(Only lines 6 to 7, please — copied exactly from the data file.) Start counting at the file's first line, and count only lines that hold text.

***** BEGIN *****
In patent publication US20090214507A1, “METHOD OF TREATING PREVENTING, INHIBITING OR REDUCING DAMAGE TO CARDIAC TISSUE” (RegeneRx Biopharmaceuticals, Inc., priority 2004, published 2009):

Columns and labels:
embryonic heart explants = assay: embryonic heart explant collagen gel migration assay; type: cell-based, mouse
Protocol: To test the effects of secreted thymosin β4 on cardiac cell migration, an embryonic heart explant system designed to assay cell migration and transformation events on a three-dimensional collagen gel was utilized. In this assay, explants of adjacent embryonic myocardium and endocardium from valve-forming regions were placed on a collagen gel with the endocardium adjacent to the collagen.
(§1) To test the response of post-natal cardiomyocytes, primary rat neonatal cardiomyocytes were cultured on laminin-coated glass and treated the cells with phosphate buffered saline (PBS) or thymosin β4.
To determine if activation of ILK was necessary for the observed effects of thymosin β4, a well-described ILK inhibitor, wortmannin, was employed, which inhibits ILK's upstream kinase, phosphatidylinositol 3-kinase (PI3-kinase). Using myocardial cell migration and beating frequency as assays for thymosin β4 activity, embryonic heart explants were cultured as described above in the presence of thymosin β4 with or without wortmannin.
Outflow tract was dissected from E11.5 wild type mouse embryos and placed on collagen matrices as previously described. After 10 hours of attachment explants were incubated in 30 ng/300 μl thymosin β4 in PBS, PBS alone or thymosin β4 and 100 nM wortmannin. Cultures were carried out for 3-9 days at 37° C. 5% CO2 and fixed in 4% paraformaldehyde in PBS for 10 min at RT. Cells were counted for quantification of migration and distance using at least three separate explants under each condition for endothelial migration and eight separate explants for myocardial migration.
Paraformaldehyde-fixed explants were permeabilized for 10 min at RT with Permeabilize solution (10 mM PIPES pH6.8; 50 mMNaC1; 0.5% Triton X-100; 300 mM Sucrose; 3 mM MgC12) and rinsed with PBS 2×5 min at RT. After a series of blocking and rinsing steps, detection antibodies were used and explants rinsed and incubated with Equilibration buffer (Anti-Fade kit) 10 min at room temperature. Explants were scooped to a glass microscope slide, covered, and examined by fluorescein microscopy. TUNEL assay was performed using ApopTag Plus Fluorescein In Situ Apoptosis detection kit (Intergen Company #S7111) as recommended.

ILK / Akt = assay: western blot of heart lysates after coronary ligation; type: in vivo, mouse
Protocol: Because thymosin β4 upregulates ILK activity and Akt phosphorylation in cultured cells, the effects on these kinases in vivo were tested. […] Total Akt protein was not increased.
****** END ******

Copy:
To determine if activation of ILK was necessary for the observed effects of thymosin β4, a well-described ILK inhibitor, wortmannin, was employed, which inhibits ILK's upstream kinase, phosphatidylinositol 3-kinase (PI3-kinase). Using myocardial cell migration and beating frequency as assays for thymosin β4 activity, embryonic heart explants were cultured as described above in the presence of thymosin β4 with or without wortmannin.
Outflow tract was dissected from E11.5 wild type mouse embryos and placed on collagen matrices as previously described. After 10 hours of attachment explants were incubated in 30 ng/300 μl thymosin β4 in PBS, PBS alone or thymosin β4 and 100 nM wortmannin. Cultures were carried out for 3-9 days at 37° C. 5% CO2 and fixed in 4% paraformaldehyde in PBS for 10 min at RT. Cells were counted for quantification of migration and distance using at least three separate explants under each condition for endothelial migration and eight separate explants for myocardial migration.